Yet director Brett Ratner, characteristic of his technical competence and clumsiness with everything else, doesn't seem to understand what's most enjoyable about his actors, his premise, or heist movies in general. Ratner isn't a process-oriented guy, so he stumbles through the heist planning haphazardly, pausing for some funny riffs but very little detail about how these guys are actually gonna take the building. You expect the revelations to come mid-action instead, but they never really turn up; at one point, Stiller panics because Murphy does something counter to their original plan, and the movie never bothers telling anyone what that original plan was. Instead, it spends time making laborious justifications for ripping off the bad guy, as if afraid the audience will mistake the Alda character for a misunderstood businessman and the likable working-class guys for scary Occupy Trump Tower revolutionaries.
That would be secondary if the movie had more comedic gusto. Curiously, given his producer credit and poster presence, Murphy, for all of the laughs he gets just by doing some ranting and riffing, doesn't have much of a role, not just in conception (he's the actual criminal the workers get to help with the robbery, and it's unclear as to how clever he's actually supposed to be), but in actual screentime. He's not cast as Stiller's mismatched buddy; this is a less glam Ocean's 11, with Stiller, letting the gray in his hair show, in the Clooney role, and Murphy not even given the Brad Pitt first lieutenant position—he's got a part scarcely bigger than Casey Affleck (in either an Ocean's movie or this one). I suppose the democracy of the comedy distribution, and Murphy's apparent lack of movie-dominating ego, is refreshing; the ensemble does work up a nice chemistry, and many of the movie's best scenes are group tangents.
But as Ratner has proven in any number of genres, from thriller (Red Dragon) to sci-fi/fantasy (X-Men: The Last Stand), there's no strong ensemble he can't undermine with slack, indifferent, just-get-it-done direction, so the movie could've used as much extra Murphy as possible. Tower Heist is marginally better than his Pierce Brosnan/Salma Hayek/Don Cheadle caper After the Sunset, mostly because the comedy breaks the patented Ratner tedium. But he seems to have learned shockingly little over the years; he still assembles talent and then just directs traffic. Maybe he identifies with these characters because he so often appears to be punching the clock. For Murphy, who recently admitted to Rolling Stone that he may hold some kind of record for the number of sequels he's made (eight, by my count), this is still a major upswing. For Stiller, it's strictly in the middle: not as lazy or pandering as his Fockers/Museum forays but not as strong a mainstream comedy as Tropic Thunder or Zoolander (unlike Murphy, though, he has movies like Greenberg and The Royal Tenenbaums on his resume to cushion the blows of doing Ratner-or-worse movies). I'd love to see them in another movie that uses its actors as more than just insurance.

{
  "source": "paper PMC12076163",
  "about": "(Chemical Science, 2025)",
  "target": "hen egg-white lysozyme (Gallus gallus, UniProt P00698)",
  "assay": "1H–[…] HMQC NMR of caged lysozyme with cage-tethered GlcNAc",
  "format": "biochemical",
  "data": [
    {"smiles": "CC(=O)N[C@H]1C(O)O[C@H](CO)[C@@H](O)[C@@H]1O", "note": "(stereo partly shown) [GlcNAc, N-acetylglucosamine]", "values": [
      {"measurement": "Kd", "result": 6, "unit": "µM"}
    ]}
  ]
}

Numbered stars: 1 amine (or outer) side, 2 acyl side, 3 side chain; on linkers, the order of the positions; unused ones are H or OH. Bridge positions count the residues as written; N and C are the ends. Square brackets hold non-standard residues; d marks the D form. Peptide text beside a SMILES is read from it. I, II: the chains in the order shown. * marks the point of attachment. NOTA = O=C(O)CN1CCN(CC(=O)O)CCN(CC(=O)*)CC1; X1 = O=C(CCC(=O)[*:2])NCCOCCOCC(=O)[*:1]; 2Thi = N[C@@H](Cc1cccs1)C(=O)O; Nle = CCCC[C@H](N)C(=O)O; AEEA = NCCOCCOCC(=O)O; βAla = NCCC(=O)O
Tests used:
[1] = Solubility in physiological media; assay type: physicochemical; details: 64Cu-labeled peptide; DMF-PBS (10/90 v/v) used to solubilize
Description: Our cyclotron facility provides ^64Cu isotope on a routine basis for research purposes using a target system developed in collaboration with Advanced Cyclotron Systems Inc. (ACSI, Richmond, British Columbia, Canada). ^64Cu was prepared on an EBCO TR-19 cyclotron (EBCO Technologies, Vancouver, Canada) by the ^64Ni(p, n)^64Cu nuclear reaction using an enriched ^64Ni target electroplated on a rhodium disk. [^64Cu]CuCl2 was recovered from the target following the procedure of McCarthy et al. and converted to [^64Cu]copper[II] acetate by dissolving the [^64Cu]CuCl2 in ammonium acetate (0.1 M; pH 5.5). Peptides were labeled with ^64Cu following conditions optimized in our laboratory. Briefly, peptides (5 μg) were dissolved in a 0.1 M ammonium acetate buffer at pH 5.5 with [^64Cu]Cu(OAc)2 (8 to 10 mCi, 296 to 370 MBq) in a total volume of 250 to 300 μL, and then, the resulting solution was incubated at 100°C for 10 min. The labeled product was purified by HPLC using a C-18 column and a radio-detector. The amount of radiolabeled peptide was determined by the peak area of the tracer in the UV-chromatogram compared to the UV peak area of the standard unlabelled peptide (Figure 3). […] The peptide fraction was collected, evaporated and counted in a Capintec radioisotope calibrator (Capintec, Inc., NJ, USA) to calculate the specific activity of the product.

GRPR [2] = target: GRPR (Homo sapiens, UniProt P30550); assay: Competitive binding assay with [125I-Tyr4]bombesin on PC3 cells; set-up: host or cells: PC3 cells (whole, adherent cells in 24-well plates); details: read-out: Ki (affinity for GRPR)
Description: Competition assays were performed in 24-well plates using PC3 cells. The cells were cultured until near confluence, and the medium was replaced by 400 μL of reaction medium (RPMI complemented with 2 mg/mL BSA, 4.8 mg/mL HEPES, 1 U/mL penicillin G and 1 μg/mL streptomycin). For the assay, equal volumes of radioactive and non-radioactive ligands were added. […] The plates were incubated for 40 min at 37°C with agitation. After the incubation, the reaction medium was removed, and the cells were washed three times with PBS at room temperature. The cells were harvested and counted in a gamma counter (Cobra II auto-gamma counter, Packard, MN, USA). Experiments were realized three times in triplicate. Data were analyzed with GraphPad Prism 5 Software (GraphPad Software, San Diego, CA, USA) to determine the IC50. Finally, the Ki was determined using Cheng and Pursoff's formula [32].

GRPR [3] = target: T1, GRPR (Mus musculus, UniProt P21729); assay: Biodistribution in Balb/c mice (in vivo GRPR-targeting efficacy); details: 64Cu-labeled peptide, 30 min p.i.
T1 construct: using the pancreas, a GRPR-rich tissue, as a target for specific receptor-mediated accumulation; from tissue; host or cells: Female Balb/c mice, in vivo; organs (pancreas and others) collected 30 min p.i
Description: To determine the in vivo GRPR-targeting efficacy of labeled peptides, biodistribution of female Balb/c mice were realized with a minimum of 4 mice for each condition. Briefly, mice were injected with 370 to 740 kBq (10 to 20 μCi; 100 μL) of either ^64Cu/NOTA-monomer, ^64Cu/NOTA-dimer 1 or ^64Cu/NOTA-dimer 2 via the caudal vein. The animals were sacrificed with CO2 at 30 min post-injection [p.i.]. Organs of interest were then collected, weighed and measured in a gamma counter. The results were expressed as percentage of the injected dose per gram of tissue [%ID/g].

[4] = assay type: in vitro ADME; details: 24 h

Anyway, I hope that the early-bird timing that had me watching a Christmas movie on the second day of November doesn't keep audiences away from A Very Harold & Kumar 3D Christmas, which made me laugh more than Tower Heist. Second installment Harold & Kumar Escape from Guantanamo Bay had such a promising title, insinuating that the sequel would hit more goofy yet sly sociopolitical notes amidst the gross-out stoner humor. The degree to which that movie just doesn't quite work still boggles my mind, but the Christmas version is a return to form of sorts; you can read more in my full review.The Son of No One: The barely-released movies with name actors just keep on coming! From writer-director Dito Montiel, The Son of No One boasts a ridiculously eclectic bordering on absurd cast, with Channing Tatum supported by older actors both legendary (Al Pacino) and Ray Liotta (Ray Liotta), plus Juliette Binoche, Katie Holmes, and Tracy Morgan in a serious role. Try to picture a movie that stars all of these people, I dare you.
I missed the press screening and would go see this for novelty, but I'm too distracted trying to figure out if I can manage seeing this barely-released movie with a name star (or at least, Christina Ricci), a rom-com about renaissance fairs that I had no idea existed until my wife, who used to go to the faire every year, pointed it out to me. But anyway, The Son of No One: it's almost certainly better than Trespass or The Double or, for that matter, Pacino's Righteous Kill or 88 Minutes! How much better is anyone's guess.